Monstrous surprise at a female adolescent's routine visit

June 1, 2006

What's causing chronic, intermittent abdominal pain radiating to both flanks in a 15-year-old girl?

DR. LEE is a resident in the department of pediatrics and adolescent medicine, DR. HOMME is a resident in the department of emergency medicine, DR. HENRICHSEN is a fellow in the department of cross-sectional radiology, and DR. GOSTOUT is an associate professor in the department of obstetrics-gynecology, all at the Mayo Clinic, Rochester, Minn.

The authors and section editor have nothing to disclose in regard to affiliations with, or financial interests in, any organization that may have an interest in any part of this article.

You're meeting a new patient in continuity clinic on this winter afternoon: a 15-year old Somali girl who has come to see you for a health maintenance visit. She tells you that she has not had a regular physician for some time, and wants to establish primary care with you today.

Second, she tells you that she has been having chronic, intermittent abdominal pain for "the past couple of months." She describes the pain as diffuse, mild, and radiating to both flanks. It is triggered mainly by physical activity and resolves when she rests. She has not had any nausea, vomiting, diarrhea, constipation, urinary symptoms, or fever. The pain is sometimes worse after eating. She reports that it is not related to her menstrual cycle. Of note, she tells you that her older sister, whom you are also seeing today, had a ruptured ovarian cyst in the recent past.

The medical history is unremarkable. The only medication your patient takes is ibuprofen on occasion to alleviate mild pain of menstrual cramps. She has no known drug allergies. On a review of systems, she denies any history of hematochezia, melena, or hematemesis. Menarche occurred at 11 years of age; her periods last about five days and are mildly irregular, ranging from three- to five-week intervals. Her last menstrual period, she tells you, was "about two weeks ago" and was "normal."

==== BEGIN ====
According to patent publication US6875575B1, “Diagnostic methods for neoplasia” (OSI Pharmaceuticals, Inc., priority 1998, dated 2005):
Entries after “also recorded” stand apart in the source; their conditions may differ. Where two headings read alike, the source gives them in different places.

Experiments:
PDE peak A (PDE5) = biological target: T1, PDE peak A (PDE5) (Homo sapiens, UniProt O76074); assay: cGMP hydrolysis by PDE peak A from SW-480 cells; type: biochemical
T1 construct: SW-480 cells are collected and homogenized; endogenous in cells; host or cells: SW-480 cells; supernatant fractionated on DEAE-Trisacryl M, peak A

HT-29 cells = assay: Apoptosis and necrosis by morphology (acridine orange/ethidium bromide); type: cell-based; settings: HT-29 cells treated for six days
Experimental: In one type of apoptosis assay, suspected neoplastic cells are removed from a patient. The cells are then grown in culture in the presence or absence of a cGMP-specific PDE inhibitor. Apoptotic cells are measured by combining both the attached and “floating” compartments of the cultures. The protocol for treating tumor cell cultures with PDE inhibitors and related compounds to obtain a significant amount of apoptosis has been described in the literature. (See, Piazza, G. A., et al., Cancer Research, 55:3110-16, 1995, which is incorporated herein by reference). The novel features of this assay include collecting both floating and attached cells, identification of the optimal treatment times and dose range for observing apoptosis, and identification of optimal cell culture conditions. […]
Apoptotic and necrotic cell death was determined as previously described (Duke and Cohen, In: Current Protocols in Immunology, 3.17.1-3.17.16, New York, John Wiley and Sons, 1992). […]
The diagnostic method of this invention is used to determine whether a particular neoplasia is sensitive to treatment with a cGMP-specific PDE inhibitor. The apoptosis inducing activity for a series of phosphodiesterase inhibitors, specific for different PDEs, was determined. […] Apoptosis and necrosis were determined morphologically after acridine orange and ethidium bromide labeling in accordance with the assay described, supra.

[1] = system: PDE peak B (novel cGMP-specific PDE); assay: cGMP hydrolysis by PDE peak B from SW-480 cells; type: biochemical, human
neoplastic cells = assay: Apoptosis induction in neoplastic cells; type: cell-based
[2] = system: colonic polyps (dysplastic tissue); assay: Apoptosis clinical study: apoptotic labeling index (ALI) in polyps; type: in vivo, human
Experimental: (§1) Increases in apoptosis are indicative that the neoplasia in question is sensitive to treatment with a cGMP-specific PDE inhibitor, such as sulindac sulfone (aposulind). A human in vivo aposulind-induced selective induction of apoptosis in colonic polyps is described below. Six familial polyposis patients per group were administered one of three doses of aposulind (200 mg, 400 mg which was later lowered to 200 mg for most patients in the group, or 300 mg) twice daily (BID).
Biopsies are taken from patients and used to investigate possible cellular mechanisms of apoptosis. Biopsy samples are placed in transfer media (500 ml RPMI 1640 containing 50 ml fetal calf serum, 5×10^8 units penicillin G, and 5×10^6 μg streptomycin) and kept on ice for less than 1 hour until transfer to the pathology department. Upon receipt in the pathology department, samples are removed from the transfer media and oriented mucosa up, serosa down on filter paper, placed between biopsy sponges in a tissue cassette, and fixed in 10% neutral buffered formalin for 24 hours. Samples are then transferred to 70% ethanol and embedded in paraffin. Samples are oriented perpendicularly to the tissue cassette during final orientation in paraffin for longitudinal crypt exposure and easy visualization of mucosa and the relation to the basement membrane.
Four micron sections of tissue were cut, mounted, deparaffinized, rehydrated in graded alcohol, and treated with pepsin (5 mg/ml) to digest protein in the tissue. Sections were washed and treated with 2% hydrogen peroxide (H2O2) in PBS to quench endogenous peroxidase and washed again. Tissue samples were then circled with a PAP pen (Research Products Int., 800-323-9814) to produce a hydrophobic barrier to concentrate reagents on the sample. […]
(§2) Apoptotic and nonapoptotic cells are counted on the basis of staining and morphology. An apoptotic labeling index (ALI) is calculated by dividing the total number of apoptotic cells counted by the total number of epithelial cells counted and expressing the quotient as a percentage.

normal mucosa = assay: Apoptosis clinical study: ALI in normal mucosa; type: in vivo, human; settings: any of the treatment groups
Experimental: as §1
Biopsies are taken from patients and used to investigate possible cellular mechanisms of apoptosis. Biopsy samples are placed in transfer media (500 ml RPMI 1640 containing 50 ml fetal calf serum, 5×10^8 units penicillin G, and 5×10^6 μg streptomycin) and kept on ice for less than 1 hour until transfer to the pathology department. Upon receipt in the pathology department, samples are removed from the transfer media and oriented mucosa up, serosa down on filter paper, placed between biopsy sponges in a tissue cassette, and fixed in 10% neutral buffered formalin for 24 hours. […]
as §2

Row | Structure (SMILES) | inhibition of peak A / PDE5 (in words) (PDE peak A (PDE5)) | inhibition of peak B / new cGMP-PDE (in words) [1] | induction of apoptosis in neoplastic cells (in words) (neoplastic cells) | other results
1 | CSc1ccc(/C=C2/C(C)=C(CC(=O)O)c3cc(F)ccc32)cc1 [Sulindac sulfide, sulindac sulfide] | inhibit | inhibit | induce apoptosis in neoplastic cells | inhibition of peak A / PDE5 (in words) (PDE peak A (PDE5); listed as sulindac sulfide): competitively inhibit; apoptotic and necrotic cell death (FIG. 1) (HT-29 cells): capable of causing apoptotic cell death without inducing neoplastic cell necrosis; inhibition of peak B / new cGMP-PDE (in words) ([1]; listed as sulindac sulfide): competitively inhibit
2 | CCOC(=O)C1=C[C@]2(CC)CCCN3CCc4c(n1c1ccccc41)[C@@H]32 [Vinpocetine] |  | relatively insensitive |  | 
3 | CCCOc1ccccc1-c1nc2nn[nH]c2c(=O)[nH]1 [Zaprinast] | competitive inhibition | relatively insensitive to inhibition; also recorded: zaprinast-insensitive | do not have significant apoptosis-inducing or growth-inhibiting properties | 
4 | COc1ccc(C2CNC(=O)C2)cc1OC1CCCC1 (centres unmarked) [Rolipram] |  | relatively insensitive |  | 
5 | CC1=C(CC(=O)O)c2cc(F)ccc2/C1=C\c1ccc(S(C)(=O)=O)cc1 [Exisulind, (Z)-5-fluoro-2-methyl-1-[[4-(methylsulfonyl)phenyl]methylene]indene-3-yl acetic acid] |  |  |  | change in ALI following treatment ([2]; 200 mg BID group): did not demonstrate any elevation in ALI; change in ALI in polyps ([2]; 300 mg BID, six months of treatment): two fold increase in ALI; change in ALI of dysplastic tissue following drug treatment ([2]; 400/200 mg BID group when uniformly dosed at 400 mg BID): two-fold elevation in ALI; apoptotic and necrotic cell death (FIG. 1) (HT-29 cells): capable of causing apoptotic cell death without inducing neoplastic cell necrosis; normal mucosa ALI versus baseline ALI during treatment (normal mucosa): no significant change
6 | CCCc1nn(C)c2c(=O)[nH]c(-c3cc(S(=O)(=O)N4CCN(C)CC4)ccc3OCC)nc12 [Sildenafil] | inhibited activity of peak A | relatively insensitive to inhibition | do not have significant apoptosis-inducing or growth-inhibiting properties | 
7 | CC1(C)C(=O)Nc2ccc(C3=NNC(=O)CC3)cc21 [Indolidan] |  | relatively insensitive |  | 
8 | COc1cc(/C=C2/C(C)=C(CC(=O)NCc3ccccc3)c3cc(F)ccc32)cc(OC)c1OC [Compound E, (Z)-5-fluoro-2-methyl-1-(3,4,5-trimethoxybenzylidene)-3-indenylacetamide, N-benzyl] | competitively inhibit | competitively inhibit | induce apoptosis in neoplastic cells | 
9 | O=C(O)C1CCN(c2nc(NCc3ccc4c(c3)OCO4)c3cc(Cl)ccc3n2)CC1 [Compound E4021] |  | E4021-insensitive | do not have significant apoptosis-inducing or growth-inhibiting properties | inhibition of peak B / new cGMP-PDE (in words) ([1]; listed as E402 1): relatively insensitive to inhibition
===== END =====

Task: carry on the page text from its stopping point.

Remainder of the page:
The patient immigrated to the United States from Somalia when she was 5 years old. Her school performance is poor-grade-point average, 1.8, she tells you. She denies ever using alcohol, tobacco, or drugs or being sexually active. A sibling has asthma.

Her weight is 74 kg (90th percentile for age); height, 166 cm (75th percentile); and body mass index, 27 kg/m2 (90th percentile). Blood pressure is 104/76. On examination, she is a pleasant, moderately obese, African-American female who appears to be her stated age. The abdomen is soft, obese, nondistended, and mildly and diffusely tender on deep palpation.

Surprise #1

While you are attempting to elicit the source of the tenderness, you discover what feels like a midline mass. You gauge that it is roughly 10 cm by 6 cm, although the patient's body habitus makes it difficult to appreciate its exact size. Your estimate is that the upper border is about 7 cm below the xyphoid process; the lower border is difficult to ascertain. The mass moves between your fingers, and she reports a "funny feeling" when you manipulate it.

Well! This is turning out to be more than your typical health maintenance exam. You're aware that the differential diagnosis of an abdominal mass is wide, and you're hampered in your ability to accurately determine its precise size and location. So what is your next step?

Pregnancy must be excluded, despite her denial of being sexually active and her report of a recent menstrual period. Both malignant and benign tumors of any intra-abdominal organ are possible. You order a urine pregnancy test, which is negative, followed by abdominal ultrasonography (US) to narrow the possibilities.

The sonogram shows a "slightly irregular, hyperechoic mass with punctate areas of distal shadowing" that protrudes into the bladder lumen (Figure 1). It measures 5.3 x 3.0 x 5.9 cm. No vascular flow within the mass is detected by color Doppler imaging. A normal uterus is seen posterior to the bladder.